Louisiana to Disappear Completely by July, Scientists Say
It was bound to happen.
I found the following press release from “Rice College” in my mailbox at work, after posting my recent piece about Louisiana’s higher education problems infecting the rest of the country. The return address on the envelope is from the warehouse where Doc Savage keeps his man toys, and the contact names are for folks from Star Trek: Deep Space Nine.
Putin-style, the news release is dated for the future, July 2, 2015.
I’ve had to edit for mechanical errors, but the release has a certain prescience and reveals an understanding of both Louisiana politics and Earth science. Normally, Baton Rouge, I’d be looking eastward at you right now, but there’s a hint of origin in Austin. In any case, I’m planning my family vacation in July for Illinois.
Giant Landslide in Gulf of Mexico Swallows Louisiana
Rice Geology, University of Texas, Texas A&M, University of Alabama at Tuscaloosa scientists identify possible cause for recent Gulf Coast cataclysm.
TUSCALOOSA—(July 2, 2015)
Earth scientists today reported what appears to be the largest landslide in historic times and one that resulted in the entire state of Louisiana losing strength, failing, and slumping across the continental shelf and slope and into the deep Gulf of Mexico Basin. Satellite photographs show the state’s former geographic location is now occupied by a large embayment bounded by Texas, Arkansas, and Mississippi. Early sonar soundings of the embayment show it to be typically very deep (1,500 to 6,000 feet) with very steep slopes.
Because no geoscientists from Louisiana, including the remaining faculty at the recently renamed Louisiana State University and Vocational College, have been found among survivors and could be reached for comment, the origin of the large slide is still being studied.
Geologists at the University of Alabama at Tuscaloosa, Rice College, University of Texas, Texas A&M, and other regional institutions have formed a scientific consortium to investigate the disaster. [...] According to [a spokesman], the slide was a result of an initial failure of the upper continental slope just offshore Grand Isle that, through a process known as “retrogressive slumping,” ate its way north, eventually causing the entire state to fail, collapse, and flush itself into the bottom of the Gulf of Mexico. [T]he initial slumping likely resulted from the rapid loading of financial debt, ignorance, and toxic wastes on the state over the past decade, combined with a rapid drop in relative State revenues, fiscal failure, and the repeal of the Stelly Tax Plan.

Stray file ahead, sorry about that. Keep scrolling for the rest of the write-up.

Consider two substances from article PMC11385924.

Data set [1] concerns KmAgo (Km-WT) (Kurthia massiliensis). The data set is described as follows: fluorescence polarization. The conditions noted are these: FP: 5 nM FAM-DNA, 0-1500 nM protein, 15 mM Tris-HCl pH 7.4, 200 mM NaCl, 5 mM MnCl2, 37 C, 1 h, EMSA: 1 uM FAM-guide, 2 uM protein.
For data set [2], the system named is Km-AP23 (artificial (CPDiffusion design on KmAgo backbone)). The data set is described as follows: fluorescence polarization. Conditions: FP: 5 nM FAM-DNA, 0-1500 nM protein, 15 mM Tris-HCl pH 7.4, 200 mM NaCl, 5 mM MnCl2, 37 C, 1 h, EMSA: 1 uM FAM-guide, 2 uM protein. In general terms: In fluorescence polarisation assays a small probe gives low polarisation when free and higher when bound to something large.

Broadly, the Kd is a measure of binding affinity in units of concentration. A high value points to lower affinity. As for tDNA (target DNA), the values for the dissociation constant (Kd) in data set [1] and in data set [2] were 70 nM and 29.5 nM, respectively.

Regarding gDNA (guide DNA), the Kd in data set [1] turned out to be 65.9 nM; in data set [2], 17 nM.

At a political engagement in Iowa, Governor Jindal expressed sentiments that more than natural forces were involved in this calamity. In a late-night speech and prayer session, he expressed agreement with political pundit Sarah Palin that constitutional amendments against gay marriage and abortion need to be passed before any more acts of Divine retribution against the United States could occur. The governor also requested that the FBI investigate the role of Islamic terrorists in causing this cataclysmic landslide.
With the agreement of the United States Geological Survey and the Intergovernmental Oceanographic Commission, the resulting massive scar on the continental slope has been named by researchers the Louisiana Canyon, and the large pile of debris covering the Gulf of Mexico abyssal plain has been respectfully named the Louisiana Fan. It promises to be the focus of many graduate theses and dissertations in years to come.
The newly-formed embayment in the Gulf has been named the Bay of Prosperity. State officials in Texas, Arkansas, and Mississippi are quickly putting together plans to develop the nearly 1,000 miles of new shoreline into an oceanfront playground that promises to generate billions of dollars in tax revenue and thousands of new jobs for eager workers.
In addition to the Rice College team, the project’s primary investigators include Dr. Horst Graben of the University of Texas at Austin, Dr. Otto Stedinbed of University of Alabama at Tuscaloosa, Dr. Yar Dang of Texas A&M University, and Tur B. Dite of the United States Geological Survey. Research affiliates include Ivan Goffenoff of Shell, and Dr. Ed Sker of the University of British Columbia.
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